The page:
The irregular angle residence encloses a large tree in Japan
nestled in a hilly forest area in shizuoka, japan, ‘phase dance’ is taking shape as a weekend residence. instead of removing a large orange-bark stewartia tree that is almost in the middle of the architectural site, Takeshi Hirobe Architects decided to design the building around it. As part of the structure, the apartment is wrapped around the tree to emphasize the importance of nature while coexisting with the architecture.All images courtesy of Koichi Torimura
Takeshi hirobe’s strategy was to create an asymmetrical layout with a sequence of irregular angles and different planes, with the Stewartia tree set as the centripetal force. With this in mind, the architects tried to create a comfortable size in each room and to give the interior a cozy and playful touch. large openings that follow the uneven edges of the walls offer a wide view of the green landscape and flood natural light into the double-high interior.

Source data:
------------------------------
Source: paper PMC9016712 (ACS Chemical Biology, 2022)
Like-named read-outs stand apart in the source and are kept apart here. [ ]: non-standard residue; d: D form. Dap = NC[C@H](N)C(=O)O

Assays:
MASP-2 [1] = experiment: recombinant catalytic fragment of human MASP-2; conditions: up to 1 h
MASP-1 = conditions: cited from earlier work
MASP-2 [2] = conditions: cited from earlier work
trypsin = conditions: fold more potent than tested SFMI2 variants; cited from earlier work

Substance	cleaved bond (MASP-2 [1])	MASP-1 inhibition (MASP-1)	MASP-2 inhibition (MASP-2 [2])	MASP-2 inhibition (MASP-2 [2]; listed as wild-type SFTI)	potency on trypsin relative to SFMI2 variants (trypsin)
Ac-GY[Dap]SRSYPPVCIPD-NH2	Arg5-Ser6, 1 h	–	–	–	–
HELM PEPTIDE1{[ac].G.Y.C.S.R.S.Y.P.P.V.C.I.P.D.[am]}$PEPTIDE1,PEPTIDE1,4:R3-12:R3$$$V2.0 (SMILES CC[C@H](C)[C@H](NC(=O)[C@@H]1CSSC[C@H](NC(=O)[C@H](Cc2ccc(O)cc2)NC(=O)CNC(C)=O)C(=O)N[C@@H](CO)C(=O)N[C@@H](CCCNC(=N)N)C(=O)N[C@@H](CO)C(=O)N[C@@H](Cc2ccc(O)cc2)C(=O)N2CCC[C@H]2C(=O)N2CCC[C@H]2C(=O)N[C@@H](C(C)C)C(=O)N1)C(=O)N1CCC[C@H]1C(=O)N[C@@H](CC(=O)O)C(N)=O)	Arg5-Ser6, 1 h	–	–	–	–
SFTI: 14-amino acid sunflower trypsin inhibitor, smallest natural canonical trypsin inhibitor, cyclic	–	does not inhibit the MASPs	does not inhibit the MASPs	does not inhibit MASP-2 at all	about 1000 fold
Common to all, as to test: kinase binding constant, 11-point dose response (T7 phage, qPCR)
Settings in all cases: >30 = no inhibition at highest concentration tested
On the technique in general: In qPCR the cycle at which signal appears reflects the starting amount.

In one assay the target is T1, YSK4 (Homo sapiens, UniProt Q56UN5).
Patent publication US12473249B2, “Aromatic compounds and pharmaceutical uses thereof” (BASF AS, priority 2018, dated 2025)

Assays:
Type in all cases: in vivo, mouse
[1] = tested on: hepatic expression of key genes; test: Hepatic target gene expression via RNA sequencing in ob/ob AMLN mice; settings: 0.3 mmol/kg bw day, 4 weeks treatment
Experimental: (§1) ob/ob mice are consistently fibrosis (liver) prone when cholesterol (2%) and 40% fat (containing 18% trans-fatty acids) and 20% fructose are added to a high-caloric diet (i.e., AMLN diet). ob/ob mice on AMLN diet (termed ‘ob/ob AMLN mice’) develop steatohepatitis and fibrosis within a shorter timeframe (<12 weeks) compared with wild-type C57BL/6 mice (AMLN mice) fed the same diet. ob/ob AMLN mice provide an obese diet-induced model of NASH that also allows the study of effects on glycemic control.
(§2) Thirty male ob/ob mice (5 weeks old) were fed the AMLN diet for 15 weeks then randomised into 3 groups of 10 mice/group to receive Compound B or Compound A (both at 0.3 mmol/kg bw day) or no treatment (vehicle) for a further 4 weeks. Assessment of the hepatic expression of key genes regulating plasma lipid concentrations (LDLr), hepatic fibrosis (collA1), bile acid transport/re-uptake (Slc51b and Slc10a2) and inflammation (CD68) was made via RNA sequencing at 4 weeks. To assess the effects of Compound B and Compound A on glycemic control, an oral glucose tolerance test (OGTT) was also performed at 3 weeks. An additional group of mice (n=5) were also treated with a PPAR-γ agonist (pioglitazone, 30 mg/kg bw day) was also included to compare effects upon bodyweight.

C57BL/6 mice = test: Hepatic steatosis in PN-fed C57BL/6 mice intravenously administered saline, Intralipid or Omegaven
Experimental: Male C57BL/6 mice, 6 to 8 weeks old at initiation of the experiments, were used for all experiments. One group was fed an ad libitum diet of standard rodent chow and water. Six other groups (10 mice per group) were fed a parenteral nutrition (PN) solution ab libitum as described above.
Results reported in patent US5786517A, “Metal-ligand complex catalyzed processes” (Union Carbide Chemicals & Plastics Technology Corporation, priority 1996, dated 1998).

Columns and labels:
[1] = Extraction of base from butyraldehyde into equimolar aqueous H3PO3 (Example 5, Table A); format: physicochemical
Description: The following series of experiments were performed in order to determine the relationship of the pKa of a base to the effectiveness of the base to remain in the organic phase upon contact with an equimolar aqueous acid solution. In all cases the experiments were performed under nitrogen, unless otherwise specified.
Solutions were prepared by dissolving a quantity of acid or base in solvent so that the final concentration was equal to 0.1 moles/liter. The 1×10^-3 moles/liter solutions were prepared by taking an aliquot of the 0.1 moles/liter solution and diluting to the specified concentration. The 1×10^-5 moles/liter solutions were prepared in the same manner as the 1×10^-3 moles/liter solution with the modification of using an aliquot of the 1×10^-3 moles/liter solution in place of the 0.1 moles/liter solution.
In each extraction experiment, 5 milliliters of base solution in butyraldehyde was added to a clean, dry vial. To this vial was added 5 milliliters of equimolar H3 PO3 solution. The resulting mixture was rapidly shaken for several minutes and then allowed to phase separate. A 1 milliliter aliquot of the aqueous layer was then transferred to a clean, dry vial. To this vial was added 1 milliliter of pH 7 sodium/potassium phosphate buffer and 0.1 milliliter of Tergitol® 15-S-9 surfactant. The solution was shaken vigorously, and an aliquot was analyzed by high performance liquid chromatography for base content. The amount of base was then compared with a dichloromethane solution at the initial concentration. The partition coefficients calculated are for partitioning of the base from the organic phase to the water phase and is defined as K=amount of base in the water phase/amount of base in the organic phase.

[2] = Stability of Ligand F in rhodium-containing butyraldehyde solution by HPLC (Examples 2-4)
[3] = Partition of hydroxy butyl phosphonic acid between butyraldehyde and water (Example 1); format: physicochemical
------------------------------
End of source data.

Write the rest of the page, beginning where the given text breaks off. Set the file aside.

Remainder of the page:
One of the constant concerns the architects had was placing the structure on the ground where the terrain had a large difference in elevation. To avoid a foundation that was too large and deep, Takeshi Hirobe Architects distributed around a third of the building’s footprint on an overhang. As far as the material is concerned, the ground floor is clad with slab concrete, which offers the residents a more withdrawn and quieter area, while the upper floor is covered with stained cedar wood panels, which create a warm atmosphere and yet create a harmonious connection with the lower level.
The upper level, which is primarily used as a reading area, has the same footprint as the lower level, including a triangular roof. Although the roof is divided into several sections, it maintains continuity and creates the impression of a single piece that covers the entire building. the summit is located around the middle of the building, while the two narrow end sections slope down to the first floor via a mezzanine and a cavity. the name ‘phase dance’ is derived from the architects ‘dance move’ to respond to different phases or aspects of the project, partly from the crescent shape of the building and partly from the transparency and speed of the eponymous guitarist pat metheny song name.